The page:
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#MakeInIndia: Kalamkari

 Derived from the word ‘kalam’, meaning pen, and ‘kari’, which stands for work, kalamkari literally translates to pen-work. Considered to be about 3,000 years old, the art form only makes use of organic colour and dye. With more people turning to sustainable fashion, kalamkari is undoubtedly the perfect, eco-friendly craft.

Gaurang

Gaurang

The chronicles of kalamkari

In ancient India, painting with organic colours was always very popular, but kalamkari art originated in Andhra Pradesh, primarily in Kalahasti and Masulipatnam. Most rural women and craftsmen took up the art form as their main occupation, passing it down from one generation to the next. The paintings back then used to depict Hindu deities and scenes from Hindu mythology. The artists in Kalahasti would paint the mythological scenes, whereas the weavers in Masulipatnam were involved in the block printing process. However, as the demand for kalamkari prints started increasing in the international market, craftsmen began to add different motifs to their paintings. Soon, Persian art became one of the major influences on the original designs.

Gaurang

Gaurang

Creating the kalamkari masterpiece

The kalamkari artist uses a bamboo or date palm stick pointed at one end with a bundle of fine hair attached to it, which serves as the brush or pen. The process is extremely slow and meticulous, as the fabric has to go through various treatments before and after painting. The gradient of the colours largely depends on the treatment of the cloth and the quality of the mordant. The Srikalahasti style, which takes inspiration from Hindu mythology, has one crucial feature: free hand drawing. This is why every piece of Kalahasti kalamkari art is one-of-a-kind! On the other hand, the Machilipatnam style involves hand block printing that consists of the sketch created by the craftsman. These blocks continue to be used repeatedly for many years and by different craftsmen. The most prominent motifs seen in kalamkari art include figures of women in yellow, demons in green and red, and Gods in shades of blue. The lotus flower is often used as the background for these prints.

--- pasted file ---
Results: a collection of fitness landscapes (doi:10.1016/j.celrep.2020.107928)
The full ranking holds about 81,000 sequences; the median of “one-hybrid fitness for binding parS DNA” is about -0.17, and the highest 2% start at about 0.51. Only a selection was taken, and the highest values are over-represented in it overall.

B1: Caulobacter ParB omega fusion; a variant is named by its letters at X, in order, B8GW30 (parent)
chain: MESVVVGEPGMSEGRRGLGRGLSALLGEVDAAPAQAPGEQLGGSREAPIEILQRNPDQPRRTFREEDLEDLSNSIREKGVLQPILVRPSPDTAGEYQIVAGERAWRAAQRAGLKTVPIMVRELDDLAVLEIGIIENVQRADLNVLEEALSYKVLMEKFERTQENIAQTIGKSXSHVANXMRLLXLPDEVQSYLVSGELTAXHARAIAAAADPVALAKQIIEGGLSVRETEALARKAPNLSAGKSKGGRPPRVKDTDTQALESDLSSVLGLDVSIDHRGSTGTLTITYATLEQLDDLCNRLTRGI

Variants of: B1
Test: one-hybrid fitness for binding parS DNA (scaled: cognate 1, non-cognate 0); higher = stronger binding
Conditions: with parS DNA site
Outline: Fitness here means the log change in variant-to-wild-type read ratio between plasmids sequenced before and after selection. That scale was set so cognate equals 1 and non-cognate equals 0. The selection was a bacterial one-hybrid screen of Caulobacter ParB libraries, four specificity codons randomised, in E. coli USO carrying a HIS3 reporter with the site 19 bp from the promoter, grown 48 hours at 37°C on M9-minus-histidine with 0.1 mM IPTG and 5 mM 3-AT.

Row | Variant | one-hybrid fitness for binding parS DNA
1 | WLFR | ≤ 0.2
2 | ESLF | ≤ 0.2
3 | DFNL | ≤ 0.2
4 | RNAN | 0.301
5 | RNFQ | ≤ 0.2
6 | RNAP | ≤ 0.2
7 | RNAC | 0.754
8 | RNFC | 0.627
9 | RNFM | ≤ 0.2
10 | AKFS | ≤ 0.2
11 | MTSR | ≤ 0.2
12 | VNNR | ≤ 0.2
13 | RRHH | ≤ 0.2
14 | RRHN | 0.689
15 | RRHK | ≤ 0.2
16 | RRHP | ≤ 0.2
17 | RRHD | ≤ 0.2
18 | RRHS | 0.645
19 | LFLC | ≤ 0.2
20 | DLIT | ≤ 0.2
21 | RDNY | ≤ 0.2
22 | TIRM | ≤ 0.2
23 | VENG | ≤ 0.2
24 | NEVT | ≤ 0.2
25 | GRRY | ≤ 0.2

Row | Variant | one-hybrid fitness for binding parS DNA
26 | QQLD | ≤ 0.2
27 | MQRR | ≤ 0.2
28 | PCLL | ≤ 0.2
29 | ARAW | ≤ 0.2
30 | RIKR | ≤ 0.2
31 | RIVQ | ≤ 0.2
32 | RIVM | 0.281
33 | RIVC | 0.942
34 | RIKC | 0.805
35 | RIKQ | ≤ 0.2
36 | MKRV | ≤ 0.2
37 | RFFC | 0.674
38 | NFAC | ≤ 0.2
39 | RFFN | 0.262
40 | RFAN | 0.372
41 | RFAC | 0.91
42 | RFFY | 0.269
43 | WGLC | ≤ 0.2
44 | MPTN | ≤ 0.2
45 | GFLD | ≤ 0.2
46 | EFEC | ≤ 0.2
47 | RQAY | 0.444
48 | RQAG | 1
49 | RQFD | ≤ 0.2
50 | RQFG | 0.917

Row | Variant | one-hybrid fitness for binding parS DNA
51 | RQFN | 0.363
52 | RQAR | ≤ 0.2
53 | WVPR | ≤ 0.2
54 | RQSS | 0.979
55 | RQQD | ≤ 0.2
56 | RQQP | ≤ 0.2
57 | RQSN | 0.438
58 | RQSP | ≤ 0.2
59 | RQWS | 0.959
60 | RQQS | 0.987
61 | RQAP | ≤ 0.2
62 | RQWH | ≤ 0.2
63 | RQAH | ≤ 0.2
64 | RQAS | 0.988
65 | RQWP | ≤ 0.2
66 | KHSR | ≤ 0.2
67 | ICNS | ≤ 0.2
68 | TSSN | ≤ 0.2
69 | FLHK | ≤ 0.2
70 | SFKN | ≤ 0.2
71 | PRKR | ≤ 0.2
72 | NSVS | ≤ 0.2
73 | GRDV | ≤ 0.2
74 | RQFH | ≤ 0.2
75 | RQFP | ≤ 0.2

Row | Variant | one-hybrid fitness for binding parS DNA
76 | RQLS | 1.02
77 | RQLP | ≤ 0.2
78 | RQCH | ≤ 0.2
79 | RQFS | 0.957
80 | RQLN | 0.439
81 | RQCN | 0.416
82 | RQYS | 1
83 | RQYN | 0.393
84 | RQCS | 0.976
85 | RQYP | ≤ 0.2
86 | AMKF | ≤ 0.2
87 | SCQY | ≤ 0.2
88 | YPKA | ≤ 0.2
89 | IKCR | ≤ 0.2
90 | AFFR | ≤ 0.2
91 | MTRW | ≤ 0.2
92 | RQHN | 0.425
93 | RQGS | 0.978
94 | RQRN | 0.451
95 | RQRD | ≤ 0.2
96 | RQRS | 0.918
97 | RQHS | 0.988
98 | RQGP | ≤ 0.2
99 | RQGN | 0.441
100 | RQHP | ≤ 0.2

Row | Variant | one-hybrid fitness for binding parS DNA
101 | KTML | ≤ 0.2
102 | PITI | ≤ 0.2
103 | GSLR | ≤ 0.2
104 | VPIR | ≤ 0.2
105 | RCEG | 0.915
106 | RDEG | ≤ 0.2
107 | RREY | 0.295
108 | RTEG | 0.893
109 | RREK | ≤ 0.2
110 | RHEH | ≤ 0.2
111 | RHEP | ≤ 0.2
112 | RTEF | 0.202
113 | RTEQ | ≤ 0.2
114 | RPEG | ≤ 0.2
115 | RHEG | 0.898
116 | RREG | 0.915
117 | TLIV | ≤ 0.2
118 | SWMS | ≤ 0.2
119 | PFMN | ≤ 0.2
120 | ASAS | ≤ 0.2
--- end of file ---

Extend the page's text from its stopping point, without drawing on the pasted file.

Neeta Lulla

Neeta Lulla

Designers who love kalamkari

Today, Andhra Pradesh continues to be at the center of kalamkari printing in India. As people are increasingly choosing organic methods over the use of harmful chemicals, the art form is gaining popularity all over the world. When it comes to Indian couturiers treading the kalamkari route, stalwarts like Gaurang Shah and Neeta Lulla have incorporated the printing technique in their collections. Others include Sashikant Naidu and Asmita Marwa. Furthermore, Divya Sheth has added a modern spin to the prints by showcasing them on boho maxi dresses, long jackets, and wide-legged pants.

Gaurang

Gaurang

 Styling Your kalamkari

Every inch of a Kalamkari fabric boasts of royal elegance and artistic excellence. In case you haven’t tried it for yourself yet, add it to your wardrobe pronto with the help of these tips:

  1. Thanks to their incredible beauty, the classic kalamkari prints are being used on bags, clutches, kurtas, dresses, dupattas, and even on juttis. You can experiment with the print by starting off small with an accessory.
  1. You can balance an elaborate kalamkari blouse with a plain off-white or a bright solid coloured saree.
  1. For skirts and western dresses, patchwork kalamkari works well on any body type. If you’re petite, try to avoid large prints.

Read more about #MakeinIndia weaves here, here and here